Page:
Tis The Season, for those who are so inclined, to loft themselves to the top of a steep snow-covered hill and then go downhill, really fast. And if something gets in their way, turn. Whether they be on skis, a snowboard, or some other means, getting down usually involves using gravity. Getting up, on the other hand, usually involves a ski lift. And in the video by [kalsan15] after the break, we learn how technology has stepped in to make even the most inaccessible slopes just a lift ride away.
In its most simple form, a ski lift is two pulleys connected by a steel cable. The pulley at the bottom of the hill is powered, and the pulley at the top of the hill serves as an idler. Attached to the steel cable are some means for a person to either sit down or grab a handle and be hoisted to the top of the hill.
Such a simple arrangement works fine if the geography allows for it, but what if there are turns, or there need to be multiple idlers to keep the wire taut but also close to the ground? Again, the most basic ski lifts have limitations. If the cable turns left around the idler, then the attachment for the handle or chair has to be on the right, making a right turn around the idler an impossibility.
How then can this problem be solved? We won’t spoil the outcome, but we recommend checking out [kalsan15]’s video for an excellent description of the problem and the solution that’ll leave you wondering “Why didn’t I think of that!?”
Snow skiing looks easy, right? You just stay standing, and gravity does the work. The reality is that skiing is difficult for beginners to learn. [19mkarpawich] loves to ski, but he was frustrated seeing crying kids on skis along with screaming parents trying to coach them. Inspired by wearable electronics, he took an Arduino, an old jacket, some LEDs, and created Ski Buddy.
A little face protection is a great idea when first testing out your homemade bow. [Austin Karls] made this recurve bow during what he calls an engineer’s Spring break.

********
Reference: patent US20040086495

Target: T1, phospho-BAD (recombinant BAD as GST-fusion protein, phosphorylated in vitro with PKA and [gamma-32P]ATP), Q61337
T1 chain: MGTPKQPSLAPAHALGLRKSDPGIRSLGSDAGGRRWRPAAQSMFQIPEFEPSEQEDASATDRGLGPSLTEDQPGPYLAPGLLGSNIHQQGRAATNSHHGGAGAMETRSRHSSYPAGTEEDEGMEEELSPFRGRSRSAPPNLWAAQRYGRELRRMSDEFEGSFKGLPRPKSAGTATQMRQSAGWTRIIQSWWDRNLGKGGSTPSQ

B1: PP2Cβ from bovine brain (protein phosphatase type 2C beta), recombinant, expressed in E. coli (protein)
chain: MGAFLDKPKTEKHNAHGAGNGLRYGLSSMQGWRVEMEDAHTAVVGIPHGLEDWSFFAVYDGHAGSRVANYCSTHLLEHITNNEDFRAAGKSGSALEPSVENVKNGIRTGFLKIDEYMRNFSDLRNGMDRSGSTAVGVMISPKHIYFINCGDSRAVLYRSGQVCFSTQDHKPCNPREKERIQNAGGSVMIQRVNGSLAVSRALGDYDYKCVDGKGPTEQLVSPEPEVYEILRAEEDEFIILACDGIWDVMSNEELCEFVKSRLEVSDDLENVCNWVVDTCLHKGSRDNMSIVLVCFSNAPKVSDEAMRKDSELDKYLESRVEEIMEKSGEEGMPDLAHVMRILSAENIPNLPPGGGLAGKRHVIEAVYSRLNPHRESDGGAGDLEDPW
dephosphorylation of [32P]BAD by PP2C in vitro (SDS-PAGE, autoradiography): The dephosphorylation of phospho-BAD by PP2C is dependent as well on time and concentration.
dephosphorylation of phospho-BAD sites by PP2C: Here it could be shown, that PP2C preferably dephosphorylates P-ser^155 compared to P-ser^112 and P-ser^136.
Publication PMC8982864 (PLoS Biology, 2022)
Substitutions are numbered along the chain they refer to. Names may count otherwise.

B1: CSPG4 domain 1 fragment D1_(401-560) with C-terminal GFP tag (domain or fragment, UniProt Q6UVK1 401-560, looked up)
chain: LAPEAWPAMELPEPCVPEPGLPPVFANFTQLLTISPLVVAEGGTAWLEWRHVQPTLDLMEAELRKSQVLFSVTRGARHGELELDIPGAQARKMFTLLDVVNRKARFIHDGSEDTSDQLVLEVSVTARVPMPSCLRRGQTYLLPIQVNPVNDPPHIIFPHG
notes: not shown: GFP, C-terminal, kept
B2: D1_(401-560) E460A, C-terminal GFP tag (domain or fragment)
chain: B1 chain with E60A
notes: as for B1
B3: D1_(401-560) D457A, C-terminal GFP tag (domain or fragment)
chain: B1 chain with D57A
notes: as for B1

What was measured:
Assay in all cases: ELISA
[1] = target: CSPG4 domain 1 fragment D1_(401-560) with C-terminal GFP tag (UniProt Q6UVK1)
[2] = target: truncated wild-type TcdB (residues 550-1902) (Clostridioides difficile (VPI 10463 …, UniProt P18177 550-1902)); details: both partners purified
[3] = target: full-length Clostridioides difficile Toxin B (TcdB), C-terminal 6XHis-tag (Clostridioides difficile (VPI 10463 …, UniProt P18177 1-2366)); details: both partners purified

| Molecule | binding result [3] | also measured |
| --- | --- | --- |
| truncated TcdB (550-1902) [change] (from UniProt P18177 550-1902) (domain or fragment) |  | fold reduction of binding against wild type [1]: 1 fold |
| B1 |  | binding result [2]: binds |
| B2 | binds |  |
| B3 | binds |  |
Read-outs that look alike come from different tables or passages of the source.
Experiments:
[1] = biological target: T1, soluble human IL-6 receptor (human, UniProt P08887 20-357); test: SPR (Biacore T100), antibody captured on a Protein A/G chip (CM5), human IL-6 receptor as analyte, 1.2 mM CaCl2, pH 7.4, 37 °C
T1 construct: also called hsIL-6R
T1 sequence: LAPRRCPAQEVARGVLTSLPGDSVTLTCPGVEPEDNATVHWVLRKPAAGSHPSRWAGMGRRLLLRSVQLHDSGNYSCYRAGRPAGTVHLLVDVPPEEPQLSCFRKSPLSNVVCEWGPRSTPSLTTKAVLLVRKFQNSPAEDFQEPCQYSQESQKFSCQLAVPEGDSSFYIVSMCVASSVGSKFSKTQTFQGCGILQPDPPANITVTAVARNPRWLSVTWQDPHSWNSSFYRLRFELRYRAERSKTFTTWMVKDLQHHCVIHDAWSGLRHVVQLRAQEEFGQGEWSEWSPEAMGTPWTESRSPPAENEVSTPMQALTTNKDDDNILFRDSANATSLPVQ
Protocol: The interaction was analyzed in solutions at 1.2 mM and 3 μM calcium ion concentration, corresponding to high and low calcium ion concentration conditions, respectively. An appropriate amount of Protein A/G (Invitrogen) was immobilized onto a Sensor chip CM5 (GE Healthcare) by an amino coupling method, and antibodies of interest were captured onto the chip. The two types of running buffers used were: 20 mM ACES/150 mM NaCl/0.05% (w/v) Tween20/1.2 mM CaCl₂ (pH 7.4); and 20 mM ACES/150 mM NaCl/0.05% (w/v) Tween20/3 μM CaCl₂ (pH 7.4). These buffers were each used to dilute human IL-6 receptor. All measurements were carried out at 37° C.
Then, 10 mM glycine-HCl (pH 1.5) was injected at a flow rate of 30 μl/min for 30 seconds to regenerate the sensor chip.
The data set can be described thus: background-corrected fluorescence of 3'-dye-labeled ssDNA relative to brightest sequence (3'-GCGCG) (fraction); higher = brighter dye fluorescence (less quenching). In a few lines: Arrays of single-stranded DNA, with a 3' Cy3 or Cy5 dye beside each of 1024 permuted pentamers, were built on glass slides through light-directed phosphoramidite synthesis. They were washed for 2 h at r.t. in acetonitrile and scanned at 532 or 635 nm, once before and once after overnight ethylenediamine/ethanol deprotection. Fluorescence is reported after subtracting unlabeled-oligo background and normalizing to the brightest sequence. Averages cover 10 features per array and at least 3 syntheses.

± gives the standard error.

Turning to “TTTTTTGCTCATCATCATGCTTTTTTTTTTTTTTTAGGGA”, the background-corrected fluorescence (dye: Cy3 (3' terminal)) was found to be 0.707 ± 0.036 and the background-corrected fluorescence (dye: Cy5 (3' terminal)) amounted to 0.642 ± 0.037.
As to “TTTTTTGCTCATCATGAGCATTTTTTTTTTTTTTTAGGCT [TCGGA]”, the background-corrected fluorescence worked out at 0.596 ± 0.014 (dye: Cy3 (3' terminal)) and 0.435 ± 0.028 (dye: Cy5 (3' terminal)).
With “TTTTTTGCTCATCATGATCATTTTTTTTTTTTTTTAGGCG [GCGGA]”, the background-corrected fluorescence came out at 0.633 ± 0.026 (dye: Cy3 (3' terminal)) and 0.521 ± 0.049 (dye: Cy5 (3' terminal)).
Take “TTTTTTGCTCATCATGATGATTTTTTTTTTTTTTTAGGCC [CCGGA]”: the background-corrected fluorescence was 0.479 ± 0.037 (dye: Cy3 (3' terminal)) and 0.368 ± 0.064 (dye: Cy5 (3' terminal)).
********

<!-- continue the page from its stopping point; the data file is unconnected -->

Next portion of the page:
He settled on the idea after seeing a few other projects like it on Reddit. After first drawing up a plan he headed down to the shop to cut out the wooden riser (the middle part of a bow). Unlike traditional recurve bows this is made up of three parts. Traditionally you would laminate different types of wood to achieve the flexibility and tension levels desired. But [Austin] went with a synthetic material: the tips of two skis. Each were cut to the final length and affixed to the riser with a pair of bolts.
After a few test shots he gained confidence in the design and did away with the face mask. Now if you’re in the market to take your existing bow and add some firepower to it you’ll want to look in on this shotgun enhanced compound bow.
If you own a cabin in the mountains of British Columbia what do you do during the warmer summer months? Well, we’d probably mix of a cocktail and string up a hammock, but [Darrin] is quite a bit more motivated. He planned for the snowy season by building his own ski lift. He shared the details in a forum post, but you’re going to have to register and wait for approval before you can view that thread. Perhaps you’ll want to look at the video after the break before making that kind of commitment. Normally we would just pass over projects that require a login to view, but this one deserves the attention.
The setup is essentially a very steep tow rope. 1600 feet of 1/8″ aircraft cable covers an 800 foot span of his property. Apparently he’s got a total of 1000 feet of vertical drop but the lift doesn’t cover the whole area quite yet. That 6.5 horsepower Honda engine drives the cable loop, with the pulley system seen above used as an RPM reducer. Each skier can hook onto the cable used the nylon rope with a ski-pole spacer and a hook. The RC vehicle remote control works as a dead man’s switch, starting the lift slowly when the throttle is depressed and stopping it when released.
Normally we like to link to similar projects, but so far this is the only ski lift we’ve covered. You’ll have to settle for this ski-pole mounted POV display.
[Powder4u] wanted to make a persistence of vision display for his bicycle but with 50 cm of snow on the ground it’s hard to get out and ride right now. Instead he made this persistence of vision ski-pole accessory. We asked him to share some details and he obliged. It’s made using an Arduino compatible ATmega168, LEDs with resistors, and installed on some protoboard. The enclosure is a clear pencil case, which isn’t water tight but he’s tried to bolster that with some creative scotch tape placement. There’s no sensor to detect which direction the board is moving in so displaying alpha-numeric messages will have some issues, but as you can see he managed to display image data without issue.
We’re used to night skiing with floodlights along the slopes. This would be a fun little thing to have along with you on those dark lift rides.